Kell is a collector despite the fact that moving anything except royal mail across Londons is illegal. When he is given a token from a stranger to return to Black London, he knows he’s in trouble.

Delilah Bard is a thief who dreams of adventure. When she stumbles upon Kell and the Black London token, she only sees opportunity.

Holland is the White Traveler, but despite this rare freedom, he has become hard and unbearable. Without the Black London token he is hopeless, but getting it could put him in even more danger.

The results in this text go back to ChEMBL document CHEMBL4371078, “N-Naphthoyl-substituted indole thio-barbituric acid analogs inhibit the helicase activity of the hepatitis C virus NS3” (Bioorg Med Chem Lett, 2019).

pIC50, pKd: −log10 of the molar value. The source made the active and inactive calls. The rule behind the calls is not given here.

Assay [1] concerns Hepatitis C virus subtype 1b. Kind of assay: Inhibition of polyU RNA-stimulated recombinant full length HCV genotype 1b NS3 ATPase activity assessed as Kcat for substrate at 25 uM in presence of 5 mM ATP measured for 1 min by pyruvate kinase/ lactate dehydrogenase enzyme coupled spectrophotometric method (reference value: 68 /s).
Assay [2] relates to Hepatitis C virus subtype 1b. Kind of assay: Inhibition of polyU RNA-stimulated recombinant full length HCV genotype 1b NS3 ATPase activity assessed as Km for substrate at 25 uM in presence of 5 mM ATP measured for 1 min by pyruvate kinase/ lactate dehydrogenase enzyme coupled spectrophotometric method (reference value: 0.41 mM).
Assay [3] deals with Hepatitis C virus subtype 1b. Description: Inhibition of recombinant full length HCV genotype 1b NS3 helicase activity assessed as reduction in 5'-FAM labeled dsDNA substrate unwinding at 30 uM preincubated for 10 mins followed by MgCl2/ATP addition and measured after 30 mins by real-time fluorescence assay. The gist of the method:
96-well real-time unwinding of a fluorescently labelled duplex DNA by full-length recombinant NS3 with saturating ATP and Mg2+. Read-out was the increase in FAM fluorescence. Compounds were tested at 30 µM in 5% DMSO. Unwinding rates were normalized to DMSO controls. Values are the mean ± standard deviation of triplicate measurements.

V. E. Schwab’s first novel in the Shades of Magic series sweeps readers up in Kell, Delilah, and Holland’s adventures through multiple worlds where magic is alternatingly unknown, praised, and desperately sought after. Told from multiple points of view, the reader learns about the many Londons and the worlds they inhabit slowly, despite the characters’ knowledge of them. This is one adventure that is both humorous and dark while being twisting and intricate. The first few chapters moved a little slowly for me, in part because it jumps in head first, and adjusting to the multiple Londons takes some time. Once I was used to the world, I couldn’t get enough. The suspense of what would happen to my favorite characters was akin to Harry Potter and the Deathly Hallows (See my review of that here), in that you never knew who was safe, and the dark magic would like to have a mind of its own, thank you very much.